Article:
Tales of hail are never pleasant, like this central Nebraska farmer describing its high cost in a recent submission to AgWeb’s Crop Comments.
"We watched on July 9 as the worst hail storm of our lifetime hit," he says. "Our local co-ops ran the numbers and came up with a minimum of 40,000,000 bushels of corn lost."
When hail strikes, what are the next steps you should take? Here is a three-step approach that several universities recommend.
1. Be patient. Iowa State University recommends your first move should be to call your crop insurance agent. After that, it makes sense to wait at least 3-5 days or longer after a hail storm to get an accurate damage appraisal. The plants will need some time to recover.
2. Determine the crop growth stage. Bob Nielsen, Extension corn agronomist at Purdue, explains why this is important.
"The effects of leaf death on yield increases as the plants near silking, and then decreases throughout grain fill.," he says. "Therefore, the grower needs to determine the leaf stage of the crop when the hail damage occurred."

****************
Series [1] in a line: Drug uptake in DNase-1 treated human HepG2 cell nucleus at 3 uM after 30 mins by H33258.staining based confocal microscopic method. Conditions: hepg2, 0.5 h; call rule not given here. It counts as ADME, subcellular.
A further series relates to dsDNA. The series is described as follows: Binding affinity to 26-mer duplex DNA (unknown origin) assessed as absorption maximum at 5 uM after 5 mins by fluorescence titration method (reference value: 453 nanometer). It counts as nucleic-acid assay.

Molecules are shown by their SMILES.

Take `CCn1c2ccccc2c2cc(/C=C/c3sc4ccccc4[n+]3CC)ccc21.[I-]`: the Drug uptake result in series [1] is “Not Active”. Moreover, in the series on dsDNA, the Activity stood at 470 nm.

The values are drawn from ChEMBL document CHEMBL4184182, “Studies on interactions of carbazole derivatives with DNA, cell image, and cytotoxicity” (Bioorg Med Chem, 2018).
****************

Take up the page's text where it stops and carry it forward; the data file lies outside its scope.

3. Assess plant health accurately. There are numerous online resources that will help give you a way to accurately estimate damages, including the University of Wisconsin, Purdue University, University of Nebraska-Lincoln, DuPont Pioneer and others.
A good place to start is estimating percent of leaf area the hail destroyed. The USDA developed the following table to serve as a guideline.
"Leaf damage by hail usually looks worse than it really is," Nielsen says. "Tattered leaves that remain green and connected to the plant will continue photosynthesizing. It takes a practiced eye to accurately estimate percent leaf death by hail. With that caution in mind, percent damage to those leaves exposed at the time of the hailstorm can be estimated and used to estimate yield loss due to defoliation alone."
Don’t forget that hail-damaged corn also runs a heightened risk to vector certain diseases. In the video below, Tamra Jackson-Ziems, UNL plant pathologist, describes which ones to watch for in particular.
For soybeans, The Ohio State University notes that the R1 (beginning bloom) to R5 (beginning seed fill) stages are the most sensitive to defoliation. At 50% defoliation during the R3 growth stage, research indicates farmers can expect to see a 9% to 18% reduction in yield. Click here for soybean loss estimates based on amount of defoliation.
To read the latest crop production conversations, or to start your own, visit the AgWeb Crop Production discussion forums.